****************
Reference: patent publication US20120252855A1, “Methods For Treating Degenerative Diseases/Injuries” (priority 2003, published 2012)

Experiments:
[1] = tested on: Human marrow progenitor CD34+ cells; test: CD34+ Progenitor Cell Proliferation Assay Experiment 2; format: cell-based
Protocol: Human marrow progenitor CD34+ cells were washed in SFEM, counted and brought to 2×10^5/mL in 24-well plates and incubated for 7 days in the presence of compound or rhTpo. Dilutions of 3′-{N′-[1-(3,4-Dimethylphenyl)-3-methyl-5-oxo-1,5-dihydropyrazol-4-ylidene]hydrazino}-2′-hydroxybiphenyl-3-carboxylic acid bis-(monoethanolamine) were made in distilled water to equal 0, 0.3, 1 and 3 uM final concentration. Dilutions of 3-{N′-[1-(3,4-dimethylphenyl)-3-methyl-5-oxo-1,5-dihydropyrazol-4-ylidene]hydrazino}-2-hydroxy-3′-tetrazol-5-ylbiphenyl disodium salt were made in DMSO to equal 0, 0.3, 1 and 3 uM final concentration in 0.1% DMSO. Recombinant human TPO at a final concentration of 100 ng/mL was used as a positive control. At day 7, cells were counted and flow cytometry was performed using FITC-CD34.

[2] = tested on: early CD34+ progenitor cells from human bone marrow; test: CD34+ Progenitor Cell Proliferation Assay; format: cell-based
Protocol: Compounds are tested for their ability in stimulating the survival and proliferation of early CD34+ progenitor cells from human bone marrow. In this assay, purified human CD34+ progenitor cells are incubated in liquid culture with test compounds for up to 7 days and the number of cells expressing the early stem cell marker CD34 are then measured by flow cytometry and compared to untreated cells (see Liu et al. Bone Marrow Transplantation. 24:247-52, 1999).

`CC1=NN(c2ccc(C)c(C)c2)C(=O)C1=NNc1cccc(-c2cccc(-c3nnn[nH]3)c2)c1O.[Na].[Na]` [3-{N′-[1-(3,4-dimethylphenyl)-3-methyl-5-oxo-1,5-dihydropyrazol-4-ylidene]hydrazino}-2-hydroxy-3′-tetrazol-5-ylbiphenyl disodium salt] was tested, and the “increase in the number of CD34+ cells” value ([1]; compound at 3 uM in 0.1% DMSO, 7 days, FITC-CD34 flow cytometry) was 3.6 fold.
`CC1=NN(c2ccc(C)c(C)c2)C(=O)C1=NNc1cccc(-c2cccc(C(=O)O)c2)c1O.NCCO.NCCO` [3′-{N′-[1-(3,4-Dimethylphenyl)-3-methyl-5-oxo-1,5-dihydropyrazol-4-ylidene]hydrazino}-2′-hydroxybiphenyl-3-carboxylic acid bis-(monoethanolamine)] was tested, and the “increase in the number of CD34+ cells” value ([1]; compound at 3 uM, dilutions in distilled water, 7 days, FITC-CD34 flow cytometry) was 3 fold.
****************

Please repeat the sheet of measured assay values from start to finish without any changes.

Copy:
Reference: patent publication US20120252855A1, “Methods For Treating Degenerative Diseases/Injuries” (priority 2003, published 2012)

Experiments:
[1] = tested on: Human marrow progenitor CD34+ cells; test: CD34+ Progenitor Cell Proliferation Assay Experiment 2; format: cell-based
Protocol: Human marrow progenitor CD34+ cells were washed in SFEM, counted and brought to 2×10^5/mL in 24-well plates and incubated for 7 days in the presence of compound or rhTpo. Dilutions of 3′-{N′-[1-(3,4-Dimethylphenyl)-3-methyl-5-oxo-1,5-dihydropyrazol-4-ylidene]hydrazino}-2′-hydroxybiphenyl-3-carboxylic acid bis-(monoethanolamine) were made in distilled water to equal 0, 0.3, 1 and 3 uM final concentration. Dilutions of 3-{N′-[1-(3,4-dimethylphenyl)-3-methyl-5-oxo-1,5-dihydropyrazol-4-ylidene]hydrazino}-2-hydroxy-3′-tetrazol-5-ylbiphenyl disodium salt were made in DMSO to equal 0, 0.3, 1 and 3 uM final concentration in 0.1% DMSO. Recombinant human TPO at a final concentration of 100 ng/mL was used as a positive control. At day 7, cells were counted and flow cytometry was performed using FITC-CD34.

[2] = tested on: early CD34+ progenitor cells from human bone marrow; test: CD34+ Progenitor Cell Proliferation Assay; format: cell-based
Protocol: Compounds are tested for their ability in stimulating the survival and proliferation of early CD34+ progenitor cells from human bone marrow. In this assay, purified human CD34+ progenitor cells are incubated in liquid culture with test compounds for up to 7 days and the number of cells expressing the early stem cell marker CD34 are then measured by flow cytometry and compared to untreated cells (see Liu et al. Bone Marrow Transplantation. 24:247-52, 1999).

`CC1=NN(c2ccc(C)c(C)c2)C(=O)C1=NNc1cccc(-c2cccc(-c3nnn[nH]3)c2)c1O.[Na].[Na]` [3-{N′-[1-(3,4-dimethylphenyl)-3-methyl-5-oxo-1,5-dihydropyrazol-4-ylidene]hydrazino}-2-hydroxy-3′-tetrazol-5-ylbiphenyl disodium salt] was tested, and the “increase in the number of CD34+ cells” value ([1]; compound at 3 uM in 0.1% DMSO, 7 days, FITC-CD34 flow cytometry) was 3.6 fold.
`CC1=NN(c2ccc(C)c(C)c2)C(=O)C1=NNc1cccc(-c2cccc(C(=O)O)c2)c1O.NCCO.NCCO` [3′-{N′-[1-(3,4-Dimethylphenyl)-3-methyl-5-oxo-1,5-dihydropyrazol-4-ylidene]hydrazino}-2′-hydroxybiphenyl-3-carboxylic acid bis-(monoethanolamine)] was tested, and the “increase in the number of CD34+ cells” value ([1]; compound at 3 uM, dilutions in distilled water, 7 days, FITC-CD34 flow cytometry) was 3 fold.